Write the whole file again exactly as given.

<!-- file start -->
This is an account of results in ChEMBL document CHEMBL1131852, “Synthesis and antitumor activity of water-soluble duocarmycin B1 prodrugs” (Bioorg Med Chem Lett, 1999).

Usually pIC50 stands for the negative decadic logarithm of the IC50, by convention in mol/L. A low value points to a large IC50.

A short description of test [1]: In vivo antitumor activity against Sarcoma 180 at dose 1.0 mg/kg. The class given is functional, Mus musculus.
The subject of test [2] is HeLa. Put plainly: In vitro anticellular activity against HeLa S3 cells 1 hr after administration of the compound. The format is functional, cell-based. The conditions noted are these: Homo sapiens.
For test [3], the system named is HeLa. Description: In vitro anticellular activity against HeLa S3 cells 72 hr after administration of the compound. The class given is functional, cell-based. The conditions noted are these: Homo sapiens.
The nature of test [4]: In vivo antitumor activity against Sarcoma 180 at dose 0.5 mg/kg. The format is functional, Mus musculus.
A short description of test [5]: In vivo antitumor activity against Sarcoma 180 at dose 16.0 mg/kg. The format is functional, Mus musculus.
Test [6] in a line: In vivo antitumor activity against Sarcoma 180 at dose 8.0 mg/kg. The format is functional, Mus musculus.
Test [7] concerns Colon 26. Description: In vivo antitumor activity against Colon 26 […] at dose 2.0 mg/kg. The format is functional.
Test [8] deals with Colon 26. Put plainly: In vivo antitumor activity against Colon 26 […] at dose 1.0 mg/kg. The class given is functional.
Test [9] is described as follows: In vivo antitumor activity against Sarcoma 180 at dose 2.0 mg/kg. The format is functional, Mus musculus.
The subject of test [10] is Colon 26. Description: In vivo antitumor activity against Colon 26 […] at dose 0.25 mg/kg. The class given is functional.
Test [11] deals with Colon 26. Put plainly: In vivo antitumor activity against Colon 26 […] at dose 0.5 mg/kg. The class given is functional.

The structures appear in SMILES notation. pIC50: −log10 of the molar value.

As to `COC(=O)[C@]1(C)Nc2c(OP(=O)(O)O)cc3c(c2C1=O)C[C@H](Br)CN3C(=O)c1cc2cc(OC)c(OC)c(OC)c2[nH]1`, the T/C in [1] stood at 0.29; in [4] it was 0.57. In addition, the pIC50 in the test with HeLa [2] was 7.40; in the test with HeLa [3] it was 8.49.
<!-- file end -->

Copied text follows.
This is an account of results in ChEMBL document CHEMBL1131852, “Synthesis and antitumor activity of water-soluble duocarmycin B1 prodrugs” (Bioorg Med Chem Lett, 1999).

Usually pIC50 stands for the negative decadic logarithm of the IC50, by convention in mol/L. A low value points to a large IC50.

A short description of test [1]: In vivo antitumor activity against Sarcoma 180 at dose 1.0 mg/kg. The class given is functional, Mus musculus.
The subject of test [2] is HeLa. Put plainly: In vitro anticellular activity against HeLa S3 cells 1 hr after administration of the compound. The format is functional, cell-based. The conditions noted are these: Homo sapiens.
For test [3], the system named is HeLa. Description: In vitro anticellular activity against HeLa S3 cells 72 hr after administration of the compound. The class given is functional, cell-based. The conditions noted are these: Homo sapiens.
The nature of test [4]: In vivo antitumor activity against Sarcoma 180 at dose 0.5 mg/kg. The format is functional, Mus musculus.
A short description of test [5]: In vivo antitumor activity against Sarcoma 180 at dose 16.0 mg/kg. The format is functional, Mus musculus.
Test [6] in a line: In vivo antitumor activity against Sarcoma 180 at dose 8.0 mg/kg. The format is functional, Mus musculus.
Test [7] concerns Colon 26. Description: In vivo antitumor activity against Colon 26 […] at dose 2.0 mg/kg. The format is functional.
Test [8] deals with Colon 26. Put plainly: In vivo antitumor activity against Colon 26 […] at dose 1.0 mg/kg. The class given is functional.
Test [9] is described as follows: In vivo antitumor activity against Sarcoma 180 at dose 2.0 mg/kg. The format is functional, Mus musculus.
The subject of test [10] is Colon 26. Description: In vivo antitumor activity against Colon 26 […] at dose 0.25 mg/kg. The class given is functional.
Test [11] deals with Colon 26. Put plainly: In vivo antitumor activity against Colon 26 […] at dose 0.5 mg/kg. The class given is functional.

The structures appear in SMILES notation. pIC50: −log10 of the molar value.

As to `COC(=O)[C@]1(C)Nc2c(OP(=O)(O)O)cc3c(c2C1=O)C[C@H](Br)CN3C(=O)c1cc2cc(OC)c(OC)c(OC)c2[nH]1`, the T/C in [1] stood at 0.29; in [4] it was 0.57. In addition, the pIC50 in the test with HeLa [2] was 7.40; in the test with HeLa [3] it was 8.49.